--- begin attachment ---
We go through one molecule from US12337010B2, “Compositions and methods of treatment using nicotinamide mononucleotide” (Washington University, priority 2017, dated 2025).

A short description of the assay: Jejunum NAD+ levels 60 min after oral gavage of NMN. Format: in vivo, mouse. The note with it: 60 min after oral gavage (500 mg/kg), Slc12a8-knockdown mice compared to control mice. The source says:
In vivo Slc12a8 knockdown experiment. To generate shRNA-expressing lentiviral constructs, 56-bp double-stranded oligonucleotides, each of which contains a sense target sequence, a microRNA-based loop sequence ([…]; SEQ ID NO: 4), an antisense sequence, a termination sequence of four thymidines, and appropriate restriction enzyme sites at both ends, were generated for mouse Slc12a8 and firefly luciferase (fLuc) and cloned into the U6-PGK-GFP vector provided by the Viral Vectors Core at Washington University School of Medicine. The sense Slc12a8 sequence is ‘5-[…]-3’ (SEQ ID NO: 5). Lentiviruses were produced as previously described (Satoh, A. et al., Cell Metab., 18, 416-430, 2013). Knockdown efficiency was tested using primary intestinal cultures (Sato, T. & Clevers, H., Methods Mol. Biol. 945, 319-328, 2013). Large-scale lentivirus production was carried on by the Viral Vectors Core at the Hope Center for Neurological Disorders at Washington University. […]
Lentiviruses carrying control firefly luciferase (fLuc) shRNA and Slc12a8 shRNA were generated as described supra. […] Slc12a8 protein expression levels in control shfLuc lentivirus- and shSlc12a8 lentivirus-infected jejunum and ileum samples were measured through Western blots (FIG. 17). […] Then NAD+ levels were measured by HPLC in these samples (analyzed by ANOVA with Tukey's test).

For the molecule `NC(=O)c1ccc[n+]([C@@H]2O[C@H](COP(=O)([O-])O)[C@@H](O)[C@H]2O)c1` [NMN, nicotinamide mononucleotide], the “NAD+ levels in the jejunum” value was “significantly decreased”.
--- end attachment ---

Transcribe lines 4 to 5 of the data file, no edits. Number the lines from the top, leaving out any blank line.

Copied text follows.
Lentiviruses carrying control firefly luciferase (fLuc) shRNA and Slc12a8 shRNA were generated as described supra. […] Slc12a8 protein expression levels in control shfLuc lentivirus- and shSlc12a8 lentivirus-infected jejunum and ileum samples were measured through Western blots (FIG. 17). […] Then NAD+ levels were measured by HPLC in these samples (analyzed by ANOVA with Tukey's test).

For the molecule `NC(=O)c1ccc[n+]([C@@H]2O[C@H](COP(=O)([O-])O)[C@@H](O)[C@H]2O)c1` [NMN, nicotinamide mononucleotide], the “NAD+ levels in the jejunum” value was “significantly decreased”.